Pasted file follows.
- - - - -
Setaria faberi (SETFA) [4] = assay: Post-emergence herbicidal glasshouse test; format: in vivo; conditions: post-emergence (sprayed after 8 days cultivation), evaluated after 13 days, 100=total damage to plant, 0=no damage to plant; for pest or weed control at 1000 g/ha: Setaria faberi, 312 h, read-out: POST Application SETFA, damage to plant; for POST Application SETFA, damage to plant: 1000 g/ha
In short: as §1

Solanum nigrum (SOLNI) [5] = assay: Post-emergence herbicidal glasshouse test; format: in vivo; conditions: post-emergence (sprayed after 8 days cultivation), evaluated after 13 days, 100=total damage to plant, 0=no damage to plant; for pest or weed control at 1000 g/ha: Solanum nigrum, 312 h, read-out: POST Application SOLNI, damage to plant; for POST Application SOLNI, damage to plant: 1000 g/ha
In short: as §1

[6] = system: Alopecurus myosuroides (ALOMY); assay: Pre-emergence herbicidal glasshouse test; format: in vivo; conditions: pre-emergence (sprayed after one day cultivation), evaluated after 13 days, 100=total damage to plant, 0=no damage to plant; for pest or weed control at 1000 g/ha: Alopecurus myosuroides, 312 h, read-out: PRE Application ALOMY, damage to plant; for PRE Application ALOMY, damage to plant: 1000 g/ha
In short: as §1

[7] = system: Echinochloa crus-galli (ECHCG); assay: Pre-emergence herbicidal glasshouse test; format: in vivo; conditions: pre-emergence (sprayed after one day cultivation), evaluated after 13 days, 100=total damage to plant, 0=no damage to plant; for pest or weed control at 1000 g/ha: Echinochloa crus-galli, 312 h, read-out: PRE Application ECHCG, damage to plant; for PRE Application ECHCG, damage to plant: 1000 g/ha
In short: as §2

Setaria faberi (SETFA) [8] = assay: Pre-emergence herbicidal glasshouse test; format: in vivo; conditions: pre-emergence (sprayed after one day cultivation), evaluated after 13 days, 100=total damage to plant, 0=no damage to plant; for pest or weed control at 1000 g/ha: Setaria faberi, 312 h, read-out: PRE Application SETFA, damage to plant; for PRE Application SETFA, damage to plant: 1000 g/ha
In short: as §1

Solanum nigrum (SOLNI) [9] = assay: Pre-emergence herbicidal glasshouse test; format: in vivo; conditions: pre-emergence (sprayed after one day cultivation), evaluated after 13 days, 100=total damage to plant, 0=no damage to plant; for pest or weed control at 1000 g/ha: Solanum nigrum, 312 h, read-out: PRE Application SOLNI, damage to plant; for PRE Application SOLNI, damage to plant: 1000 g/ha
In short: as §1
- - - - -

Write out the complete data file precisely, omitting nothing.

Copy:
Setaria faberi (SETFA) [4] = assay: Post-emergence herbicidal glasshouse test; format: in vivo; conditions: post-emergence (sprayed after 8 days cultivation), evaluated after 13 days, 100=total damage to plant, 0=no damage to plant; for pest or weed control at 1000 g/ha: Setaria faberi, 312 h, read-out: POST Application SETFA, damage to plant; for POST Application SETFA, damage to plant: 1000 g/ha
In short: as §1

Solanum nigrum (SOLNI) [5] = assay: Post-emergence herbicidal glasshouse test; format: in vivo; conditions: post-emergence (sprayed after 8 days cultivation), evaluated after 13 days, 100=total damage to plant, 0=no damage to plant; for pest or weed control at 1000 g/ha: Solanum nigrum, 312 h, read-out: POST Application SOLNI, damage to plant; for POST Application SOLNI, damage to plant: 1000 g/ha
In short: as §1

[6] = system: Alopecurus myosuroides (ALOMY); assay: Pre-emergence herbicidal glasshouse test; format: in vivo; conditions: pre-emergence (sprayed after one day cultivation), evaluated after 13 days, 100=total damage to plant, 0=no damage to plant; for pest or weed control at 1000 g/ha: Alopecurus myosuroides, 312 h, read-out: PRE Application ALOMY, damage to plant; for PRE Application ALOMY, damage to plant: 1000 g/ha
In short: as §1

[7] = system: Echinochloa crus-galli (ECHCG); assay: Pre-emergence herbicidal glasshouse test; format: in vivo; conditions: pre-emergence (sprayed after one day cultivation), evaluated after 13 days, 100=total damage to plant, 0=no damage to plant; for pest or weed control at 1000 g/ha: Echinochloa crus-galli, 312 h, read-out: PRE Application ECHCG, damage to plant; for PRE Application ECHCG, damage to plant: 1000 g/ha
In short: as §2

Setaria faberi (SETFA) [8] = assay: Pre-emergence herbicidal glasshouse test; format: in vivo; conditions: pre-emergence (sprayed after one day cultivation), evaluated after 13 days, 100=total damage to plant, 0=no damage to plant; for pest or weed control at 1000 g/ha: Setaria faberi, 312 h, read-out: PRE Application SETFA, damage to plant; for PRE Application SETFA, damage to plant: 1000 g/ha
In short: as §1

Solanum nigrum (SOLNI) [9] = assay: Pre-emergence herbicidal glasshouse test; format: in vivo; conditions: pre-emergence (sprayed after one day cultivation), evaluated after 13 days, 100=total damage to plant, 0=no damage to plant; for pest or weed control at 1000 g/ha: Solanum nigrum, 312 h, read-out: PRE Application SOLNI, damage to plant; for PRE Application SOLNI, damage to plant: 1000 g/ha
In short: as §1